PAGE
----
Jose Millan and Team Present Research at AI for Good Global Summit

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June 24, 2024

Dr. Jose del R. Millan and his students were invited to present their research at the 2024 AI for Good Global Summit in Geneva, Switzerland last month. This annual Summit, hosted by the International Telecommunication Union (ITU), is the world’s leading conference on the utilization of Artificial Intelligence (AI) in addressing the world’s most pressing challenges. 

The summit’s expansive program explored they ways AI can advance health, climate, gender, inclusive prosperity, sustainable infrastructure, and other global development priorities. This year’s event hosted ninety demonstrations and exhibits, over three hundred guest speakers, and more than twenty workshops. Participants were invited to expert panels, technical workshops, and networking sessions. 

Millan and his group provided a demonstration of a brain-controlled hand exoskeleton.

Millan expanded on the demonstration: 

“A brain-machine interface (BMI) records brain signals and detects the subject’s intent to move their hand, then the exoskeleton executes the hand desired movement. This system is intended to amplify rehabilitation after brain damage by fostering brain plasticity and accelerating training time for subjects to learn to control their BMI. A major innovation is a novel ML approach that enables subjects without any previous experience to control the BMI using the decoder from a single expert. As shown during the exhibition, novel subjects have control of the hand exoskeleton within minutes.”



Satyam Kumar, WNCG graduate student and member of Millan’s Clinical Neuroprosthetics and Brain Interaction Lab (CNBI) at The University of Texas at Austin, attended the conference along with Millan.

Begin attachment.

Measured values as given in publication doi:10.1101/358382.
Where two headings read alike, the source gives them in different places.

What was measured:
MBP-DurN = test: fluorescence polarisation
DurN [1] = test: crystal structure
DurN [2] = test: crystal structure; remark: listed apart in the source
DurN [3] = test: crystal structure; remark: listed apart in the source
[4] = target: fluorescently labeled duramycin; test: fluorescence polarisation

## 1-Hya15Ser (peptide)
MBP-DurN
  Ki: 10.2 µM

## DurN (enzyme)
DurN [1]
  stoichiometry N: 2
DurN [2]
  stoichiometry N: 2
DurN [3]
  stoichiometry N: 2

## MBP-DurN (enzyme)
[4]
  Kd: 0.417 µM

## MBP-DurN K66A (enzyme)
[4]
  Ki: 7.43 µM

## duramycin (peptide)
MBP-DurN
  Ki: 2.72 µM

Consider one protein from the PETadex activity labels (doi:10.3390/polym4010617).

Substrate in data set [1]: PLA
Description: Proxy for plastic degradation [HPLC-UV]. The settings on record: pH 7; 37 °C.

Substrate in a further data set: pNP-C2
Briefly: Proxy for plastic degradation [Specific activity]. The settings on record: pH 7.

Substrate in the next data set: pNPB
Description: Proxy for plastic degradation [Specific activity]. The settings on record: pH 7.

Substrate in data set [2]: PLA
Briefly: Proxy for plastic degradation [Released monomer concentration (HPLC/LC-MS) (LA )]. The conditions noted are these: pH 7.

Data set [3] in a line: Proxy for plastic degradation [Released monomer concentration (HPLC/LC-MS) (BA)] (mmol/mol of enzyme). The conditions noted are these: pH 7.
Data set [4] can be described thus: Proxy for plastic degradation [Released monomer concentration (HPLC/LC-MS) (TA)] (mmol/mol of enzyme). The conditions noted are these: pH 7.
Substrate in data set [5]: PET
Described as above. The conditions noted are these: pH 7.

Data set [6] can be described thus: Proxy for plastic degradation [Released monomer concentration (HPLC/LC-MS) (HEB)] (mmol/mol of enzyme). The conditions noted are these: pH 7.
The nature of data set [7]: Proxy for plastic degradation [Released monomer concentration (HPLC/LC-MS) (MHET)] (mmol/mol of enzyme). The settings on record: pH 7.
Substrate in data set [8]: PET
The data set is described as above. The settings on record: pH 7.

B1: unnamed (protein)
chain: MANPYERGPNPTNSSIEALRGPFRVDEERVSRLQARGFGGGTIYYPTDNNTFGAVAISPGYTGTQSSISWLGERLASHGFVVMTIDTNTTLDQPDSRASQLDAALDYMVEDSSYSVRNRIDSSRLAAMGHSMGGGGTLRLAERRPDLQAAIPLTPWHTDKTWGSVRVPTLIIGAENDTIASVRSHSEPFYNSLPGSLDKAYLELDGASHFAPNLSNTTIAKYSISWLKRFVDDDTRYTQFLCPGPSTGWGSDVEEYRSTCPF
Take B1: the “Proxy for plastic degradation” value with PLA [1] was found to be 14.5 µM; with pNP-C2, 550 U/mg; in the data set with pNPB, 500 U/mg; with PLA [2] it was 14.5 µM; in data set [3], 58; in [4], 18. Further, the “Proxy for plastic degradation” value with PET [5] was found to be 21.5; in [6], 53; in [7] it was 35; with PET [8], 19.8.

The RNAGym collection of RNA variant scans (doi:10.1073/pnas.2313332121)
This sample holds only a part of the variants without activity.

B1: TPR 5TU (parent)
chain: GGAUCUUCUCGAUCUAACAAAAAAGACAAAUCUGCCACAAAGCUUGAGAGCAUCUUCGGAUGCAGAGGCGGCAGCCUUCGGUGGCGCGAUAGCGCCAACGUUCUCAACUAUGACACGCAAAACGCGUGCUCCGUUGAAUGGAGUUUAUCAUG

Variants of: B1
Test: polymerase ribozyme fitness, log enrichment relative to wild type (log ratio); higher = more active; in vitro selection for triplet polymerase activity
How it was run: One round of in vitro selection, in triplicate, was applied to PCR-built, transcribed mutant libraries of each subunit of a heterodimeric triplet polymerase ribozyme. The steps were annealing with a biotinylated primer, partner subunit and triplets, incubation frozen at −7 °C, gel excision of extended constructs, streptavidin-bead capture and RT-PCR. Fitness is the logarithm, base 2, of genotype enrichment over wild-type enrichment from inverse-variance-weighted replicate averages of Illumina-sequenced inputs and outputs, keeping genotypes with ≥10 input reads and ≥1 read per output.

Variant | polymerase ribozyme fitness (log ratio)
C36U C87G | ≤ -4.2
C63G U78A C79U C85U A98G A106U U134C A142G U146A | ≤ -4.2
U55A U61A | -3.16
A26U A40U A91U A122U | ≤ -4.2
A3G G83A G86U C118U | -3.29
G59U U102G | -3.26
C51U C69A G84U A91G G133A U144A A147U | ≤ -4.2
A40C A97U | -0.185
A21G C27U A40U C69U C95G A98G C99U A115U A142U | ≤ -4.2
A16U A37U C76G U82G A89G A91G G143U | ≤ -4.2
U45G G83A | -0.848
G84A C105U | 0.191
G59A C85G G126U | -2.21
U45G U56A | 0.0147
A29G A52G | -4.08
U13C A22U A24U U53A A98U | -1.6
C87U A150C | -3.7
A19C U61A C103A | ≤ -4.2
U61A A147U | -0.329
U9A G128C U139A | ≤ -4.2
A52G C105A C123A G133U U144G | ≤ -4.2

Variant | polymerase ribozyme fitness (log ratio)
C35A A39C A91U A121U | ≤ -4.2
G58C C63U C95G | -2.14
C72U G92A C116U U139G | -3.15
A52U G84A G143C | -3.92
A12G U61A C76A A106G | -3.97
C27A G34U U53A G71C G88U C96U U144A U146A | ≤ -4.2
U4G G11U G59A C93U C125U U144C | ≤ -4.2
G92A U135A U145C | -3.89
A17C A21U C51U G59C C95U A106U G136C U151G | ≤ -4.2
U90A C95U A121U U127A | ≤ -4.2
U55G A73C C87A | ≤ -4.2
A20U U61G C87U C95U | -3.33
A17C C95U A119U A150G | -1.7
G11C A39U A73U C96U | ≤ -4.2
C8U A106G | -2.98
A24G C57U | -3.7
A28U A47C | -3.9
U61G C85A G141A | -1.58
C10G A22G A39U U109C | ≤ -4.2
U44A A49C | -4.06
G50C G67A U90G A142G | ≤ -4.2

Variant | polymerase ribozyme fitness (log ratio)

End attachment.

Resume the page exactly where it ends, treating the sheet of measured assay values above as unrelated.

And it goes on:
I spoke with Kumar about his impressions of the conference:

Q: What are the implications of your research for the wider public?

KUMAR: Although Brain-Computer Interfaces (BCIs) have a wide range of applications, the most outstanding use lies in rehabilitation and controlling assistive devices. Our work has the potential to make a significant long-term impact on patients with disabilities, aiding in their rehabilitation and enabling them to control assistive devices more effectively.

Q: What insights did you gain from the AI for Good conference and how might these affect your research?

KUMAR: The conference provided us with invaluable perspectives due to its diverse attendees, including professors, high school students, media personnel, entrepreneurs, and the public. We received feedback on our demo from guests of various backgrounds, ranging from precise technical suggestions on algorithms and implementations to recommendations for improvements before translating the technology for usage in out-of-the-laboratory settings. These insights are crucial for refining our system and making it more robust and user-friendly in real-world scenarios.

Q: What were your biggest takeaways from the conference? 

KUMAR: One of the most memorable moments was a volunteer from the audience, who had never used a BCI before, successfully controlling it within minutes. This was particularly rewarding and highlighted the accessibility of our technology. Additionally, the sheer scale of the conference, with over 10,000 attendees, was both challenging and exciting, providing a different perspective to our experiment in the lab on the 6th floor.



Congratulations to Dr. Millan, Satyam Kumar, Job D. Ramirez Gomez, Ruofan Liu, and the CNBI Lab team for this distinguished achievement.


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